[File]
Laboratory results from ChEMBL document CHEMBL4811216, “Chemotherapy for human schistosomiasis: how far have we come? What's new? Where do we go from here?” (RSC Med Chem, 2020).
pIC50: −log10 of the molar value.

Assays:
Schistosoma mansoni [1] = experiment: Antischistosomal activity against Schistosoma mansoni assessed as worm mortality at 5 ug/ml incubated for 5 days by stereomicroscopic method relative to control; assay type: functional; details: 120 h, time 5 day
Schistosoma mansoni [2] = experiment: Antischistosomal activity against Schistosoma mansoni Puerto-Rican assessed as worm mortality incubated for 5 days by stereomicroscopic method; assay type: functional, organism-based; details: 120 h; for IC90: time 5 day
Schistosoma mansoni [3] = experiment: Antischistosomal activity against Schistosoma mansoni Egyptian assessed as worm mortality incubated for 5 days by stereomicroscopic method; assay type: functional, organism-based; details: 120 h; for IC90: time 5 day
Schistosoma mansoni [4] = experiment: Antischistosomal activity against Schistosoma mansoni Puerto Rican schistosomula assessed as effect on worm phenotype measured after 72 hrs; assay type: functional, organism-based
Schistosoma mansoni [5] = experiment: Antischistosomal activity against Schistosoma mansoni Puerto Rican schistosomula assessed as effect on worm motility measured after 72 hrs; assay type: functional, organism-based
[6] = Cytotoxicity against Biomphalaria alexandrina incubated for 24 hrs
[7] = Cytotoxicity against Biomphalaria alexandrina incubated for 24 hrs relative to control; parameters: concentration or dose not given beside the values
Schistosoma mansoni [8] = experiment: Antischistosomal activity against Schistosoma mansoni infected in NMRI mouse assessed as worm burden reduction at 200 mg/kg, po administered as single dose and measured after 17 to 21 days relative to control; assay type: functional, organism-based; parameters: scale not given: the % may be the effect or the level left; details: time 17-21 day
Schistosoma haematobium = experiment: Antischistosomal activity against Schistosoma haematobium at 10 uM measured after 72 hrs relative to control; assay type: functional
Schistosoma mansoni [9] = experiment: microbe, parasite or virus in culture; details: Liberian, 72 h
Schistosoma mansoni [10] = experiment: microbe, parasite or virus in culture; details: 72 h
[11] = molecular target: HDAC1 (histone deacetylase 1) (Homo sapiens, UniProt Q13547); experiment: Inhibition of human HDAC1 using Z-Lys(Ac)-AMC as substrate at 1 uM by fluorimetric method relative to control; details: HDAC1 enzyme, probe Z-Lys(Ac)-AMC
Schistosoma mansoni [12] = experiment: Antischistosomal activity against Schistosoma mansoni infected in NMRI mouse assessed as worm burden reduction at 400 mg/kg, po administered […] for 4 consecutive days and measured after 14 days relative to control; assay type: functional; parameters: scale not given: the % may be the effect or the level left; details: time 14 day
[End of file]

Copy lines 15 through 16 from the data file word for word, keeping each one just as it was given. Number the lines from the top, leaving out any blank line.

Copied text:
[11] = molecular target: HDAC1 (histone deacetylase 1) (Homo sapiens, UniProt Q13547); experiment: Inhibition of human HDAC1 using Z-Lys(Ac)-AMC as substrate at 1 uM by fluorimetric method relative to control; details: HDAC1 enzyme, probe Z-Lys(Ac)-AMC
Schistosoma mansoni [12] = experiment: Antischistosomal activity against Schistosoma mansoni infected in NMRI mouse assessed as worm burden reduction at 400 mg/kg, po administered […] for 4 consecutive days and measured after 14 days relative to control; assay type: functional; parameters: scale not given: the % may be the effect or the level left; details: time 14 day